Thursday, January 22, 2015

All Directions in Time

Holbein's Ambassadors, 1533
National Gallery, London
This is a reality check post, a looking at the landscape post, a brief state of the work post. This is my first full year sabbatical and it is entering its second phase. The first was the no-sleep-'till-Brooklyn (or Paris) Paris five-month stay, and the second is the spring semester in my office processing it all. The fall produced a proposal for a collaborative project, two essays, a talk, and a mountain of photographs and exhibition catalogues from multiple multiple on-site and museum visits (The Haul). The spring calls forth four talks that will take me in four quite different directions (from agentic objects in Tolkien, to the materiality of artist inscriptions, to (the limits of) perception in Hans Holbein's Ambassadors in terms of scale, transition, and catastrophe, and back to art is Chaucer's dream visions). Three essays are due in September, also in three different directions (the iconography of narrative, the dream vision talk in essay form, and an exploration of the word "tend" in the context of Veer Ecology). There's a book review to finish and an essay to revise in there. And an on-line course about manuscripts to follow. And a book project is taking shape in a one-step-forward, two-steps-back pace (but forward, and I'll be writing about it in pieces out here). And then I'd like to read everything and process images - always good for the design and redesign of classes.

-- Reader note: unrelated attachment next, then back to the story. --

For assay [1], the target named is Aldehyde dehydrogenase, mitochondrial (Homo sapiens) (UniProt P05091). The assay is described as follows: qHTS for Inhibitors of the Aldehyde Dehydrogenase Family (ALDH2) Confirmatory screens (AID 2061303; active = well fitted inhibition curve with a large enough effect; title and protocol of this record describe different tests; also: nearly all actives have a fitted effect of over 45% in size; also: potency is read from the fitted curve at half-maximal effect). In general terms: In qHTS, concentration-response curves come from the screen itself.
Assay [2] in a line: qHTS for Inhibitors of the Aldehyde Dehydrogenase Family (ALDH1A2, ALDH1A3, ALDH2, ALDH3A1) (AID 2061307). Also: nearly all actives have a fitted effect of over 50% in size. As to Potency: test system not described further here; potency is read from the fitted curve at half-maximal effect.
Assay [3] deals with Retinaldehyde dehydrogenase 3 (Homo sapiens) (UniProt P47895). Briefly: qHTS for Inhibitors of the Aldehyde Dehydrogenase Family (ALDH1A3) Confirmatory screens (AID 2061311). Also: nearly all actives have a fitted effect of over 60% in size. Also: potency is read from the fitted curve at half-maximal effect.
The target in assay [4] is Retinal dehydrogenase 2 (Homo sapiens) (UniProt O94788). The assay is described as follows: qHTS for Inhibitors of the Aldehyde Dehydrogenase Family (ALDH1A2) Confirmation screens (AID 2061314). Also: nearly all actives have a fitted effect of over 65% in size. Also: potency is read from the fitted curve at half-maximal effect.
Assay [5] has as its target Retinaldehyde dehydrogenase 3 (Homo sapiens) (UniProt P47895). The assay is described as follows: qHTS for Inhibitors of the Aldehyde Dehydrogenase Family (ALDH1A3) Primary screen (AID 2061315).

Virgo, from this lovely
page at the Met
And so the inner virgo is out and about tidying things up and making calendars and generally feeling lucky and overwhelmed-but-with-the-luxury-of-time-all-is-possible. And most mornings, I feel as though I could take off in any number of directions, even though I have my little study schedule all written out; and most afternoons, I see where I might be going after all. All fall our mantra was "this is the chance of a lifetime" - and it was, never to be repeated, and (Iris counted) of the five months, we were home seven days. I realize that this stretch of time is the chance of a lifetime, too. Summers, inimitably inaugurated by the Kalamazoo conference, are stretches, but I haven't had time like this since I was a graduate student. Right now my response is to run in all directions within the existential freedom. I hope that I get more disciplined, but connecting Viollet-le-Duc to environmental activism, Holbein to early physics, and all the really interesting thinking about time (especially Dinshaw's How Soon is Now? and Moxey's Visual Time and all of the heterochronic questioning of Moxey and Wood and Nagel) makes it feel like the ideas are in charge, taking me from one place to the next. How something as basic and fundamental as time becomes a luxury is a process to trace: the resources that have to be put in place to "afford" the time - both absurd and privileged. (The impossibility of a "Right to Time" movement). Reading the news cycle going back through the lives of the Paris attackers, seeing a German right-wing organization head step down because of a Facebook post from 2012, thinking about the work of art history and medieval studies - time gets less linear all the time. Mostly my time is incredibly linear, lived within the forward march of the academic calendar. So here goes a 7 month experiment in living in non-linear time, really going deeper into work time via reading, thinking, and writing - I know that there will be products at the end, but I hope for some kind of strange effect upon my person as well.